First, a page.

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Figure 1.25. Sponge marker. X-ray image of the barium-impregnated thread used as a marker for a surgical sponge.

Chorvat et al. reported that more than 50% of sponges were discovered more than 5 years postoperatively [82]. At least one third of these patients were asymptomatic, and the sponges were found and removed incidental to other reasons for reexploration. These findings must be tempered by the observation that Chorvat's work predates the use of abdominal CT, modern ultrasound techniques, or MR imaging.

As already noted, sponges used in the operating room contain a barium-impregnated thread that makes them readily identifiable on postoperative plain films [83]. Lap pads have a wide radiopaque tape and often a large metallic ring attached (Fig. 1.26). With a rare exception of thoracotomy dressings and those used in vaginal packing [personal experience of one of the authors (BJ)], the detection of a marker should be presumed to represent a retained sponge [83]. Unfortunately, if the marker has been distorted, it may not appear as a curvilinear density in sponges that have been folded or otherwise compressed. A marker that has deteriorated over time may not be readily detectable [84]. A cadaver study revealed a 25% false negative rate of detecting the markers on plain films [85].

Liessi described the following three different presentations of retained sponges on plain films [86]: the detection of the marker, a calcified mass, and a "whirl-like" pattern due to the sponge itself (Figs. 1.27-1.32).

Figure 1.26. Lap pad marker. X-ray image of the radiopaque lap pad marker.
Figure 1.27. Gossypiboma. Supine (A) and lateral (B) plain films of the abdomen demonstrate the marker for a lap pad surrounded by a soft tissue mass (best seen on the lateral film). A specimen radiograph (C) demonstrates the retained lap pad encompassed by a large fibrous mass.
Figure 1.28. Retained lap pad. Supine film of the abdomen demonstrates a retained lap pad in the right midabdomen. The multiplicity of surgical clips serves as a visual distractor, making the diagnosis more difficult.
Figure 1.29. Retained lap pad. Frontal film from an upper GI series shows a retained lap pad projecting into the duodenal "C" loop.
Figure 1.30. Retained lap pad that is difficult to see. Supine film of the abdomen reveals a hard-to-find lap pad marker superimposed over the lumbar spine.

Figure 1.31. Remote retained lap pad. Upright film of the abdomen reveals a lap pad marker in the left upper quadrant. Lap pads may often be found far from the actual site of the surgical procedure. When used to pack the bowel out of the surgeon's way, they may be forgotten and overlooked when the abdomen is being closed.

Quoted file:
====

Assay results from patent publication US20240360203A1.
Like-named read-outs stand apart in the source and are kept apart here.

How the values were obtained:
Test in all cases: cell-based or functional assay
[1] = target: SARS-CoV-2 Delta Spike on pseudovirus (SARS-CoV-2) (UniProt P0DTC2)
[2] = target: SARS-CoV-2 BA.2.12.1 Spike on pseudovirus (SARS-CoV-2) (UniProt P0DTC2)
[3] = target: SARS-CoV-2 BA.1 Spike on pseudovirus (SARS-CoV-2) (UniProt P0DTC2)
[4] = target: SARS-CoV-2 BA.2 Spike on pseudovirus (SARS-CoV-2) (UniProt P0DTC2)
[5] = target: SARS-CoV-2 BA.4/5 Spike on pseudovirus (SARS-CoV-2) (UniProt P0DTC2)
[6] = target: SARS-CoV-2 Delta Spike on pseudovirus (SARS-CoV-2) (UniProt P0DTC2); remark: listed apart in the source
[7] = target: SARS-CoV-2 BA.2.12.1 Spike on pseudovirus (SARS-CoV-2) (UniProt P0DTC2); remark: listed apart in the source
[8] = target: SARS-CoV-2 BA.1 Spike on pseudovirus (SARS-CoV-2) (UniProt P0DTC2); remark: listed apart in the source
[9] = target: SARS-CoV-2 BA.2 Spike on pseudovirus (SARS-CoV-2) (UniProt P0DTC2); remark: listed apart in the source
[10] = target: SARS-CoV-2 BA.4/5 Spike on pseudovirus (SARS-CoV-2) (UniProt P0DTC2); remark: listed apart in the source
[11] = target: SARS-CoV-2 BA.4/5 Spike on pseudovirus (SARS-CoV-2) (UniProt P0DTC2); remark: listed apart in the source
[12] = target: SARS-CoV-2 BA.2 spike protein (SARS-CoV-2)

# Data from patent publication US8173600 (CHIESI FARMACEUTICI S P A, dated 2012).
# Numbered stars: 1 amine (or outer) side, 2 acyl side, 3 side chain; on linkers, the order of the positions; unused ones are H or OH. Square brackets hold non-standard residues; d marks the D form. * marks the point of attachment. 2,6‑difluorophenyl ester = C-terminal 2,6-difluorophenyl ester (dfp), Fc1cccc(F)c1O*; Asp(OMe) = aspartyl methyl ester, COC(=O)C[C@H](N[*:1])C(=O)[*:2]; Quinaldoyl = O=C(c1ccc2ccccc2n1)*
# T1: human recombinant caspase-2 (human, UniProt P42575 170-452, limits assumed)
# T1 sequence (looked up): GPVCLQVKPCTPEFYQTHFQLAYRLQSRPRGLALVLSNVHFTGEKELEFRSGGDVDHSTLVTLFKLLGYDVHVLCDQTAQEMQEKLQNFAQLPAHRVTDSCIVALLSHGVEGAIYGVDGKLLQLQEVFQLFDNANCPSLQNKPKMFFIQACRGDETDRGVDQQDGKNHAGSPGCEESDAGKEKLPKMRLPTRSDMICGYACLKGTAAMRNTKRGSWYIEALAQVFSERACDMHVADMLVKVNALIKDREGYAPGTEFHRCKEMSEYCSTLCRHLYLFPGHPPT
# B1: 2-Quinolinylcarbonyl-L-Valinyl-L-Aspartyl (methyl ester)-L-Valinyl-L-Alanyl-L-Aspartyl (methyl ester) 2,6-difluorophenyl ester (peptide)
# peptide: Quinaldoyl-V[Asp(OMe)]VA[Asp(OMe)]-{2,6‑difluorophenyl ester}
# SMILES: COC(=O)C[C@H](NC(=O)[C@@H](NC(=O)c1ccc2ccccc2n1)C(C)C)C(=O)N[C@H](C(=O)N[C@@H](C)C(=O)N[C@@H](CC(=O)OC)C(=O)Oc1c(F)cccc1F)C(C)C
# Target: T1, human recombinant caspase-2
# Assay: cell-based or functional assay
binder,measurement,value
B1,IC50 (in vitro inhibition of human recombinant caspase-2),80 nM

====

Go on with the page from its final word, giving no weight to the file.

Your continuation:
Figure 1.31. Remote retained lap pad. Upright film of the abdomen reveals a lap pad marker in the left upper quadrant. Lap pads may often be found far from the actual site of the surgical procedure. When used to pack the bowel out of the surgeon's way, they may be forgotten and overlooked when the abdomen is being closed.

Figure 1.32. Multiple retained lap pads. Supine film of the abdomen showing multiple lap pads. The sheer number of markers should not dissuade one from reporting the possibility of retained implements.

On CT examination, many different patterns have also been described [80,81,84,86]. One sign is that of a cystic mass with high density contents representing a hematoma containing a retained sponge [81]. A second pattern is that of a well-defined mass containing multiple gas bubbles [80,81]. Another possible appearance is that of a cystic mass (with or without a calcified rim) that contains multiple thin linear densities in an folded or zigzag configuration [81]. This represents the folded nature of a "lap" pad or towel. A variant on this appearance is a whorled or spokelike configuration of the cyst contents [69,80,84,86]. When these appearances are noted, it can be very difficult to differentiate a gossypiboma from an abscess [80,87] (Fig. 1.33). At times, differentiation from other intra-abdominal masses, including recurrent or even primary neoplasms, may also be difficult [69,71,77,86,88].

Although this effect is rarely encountered, the inflammatory response to a retained surgical sponge may cause erosion into adjacent bowel. When a barium enema is performed in that instance, the irreg-

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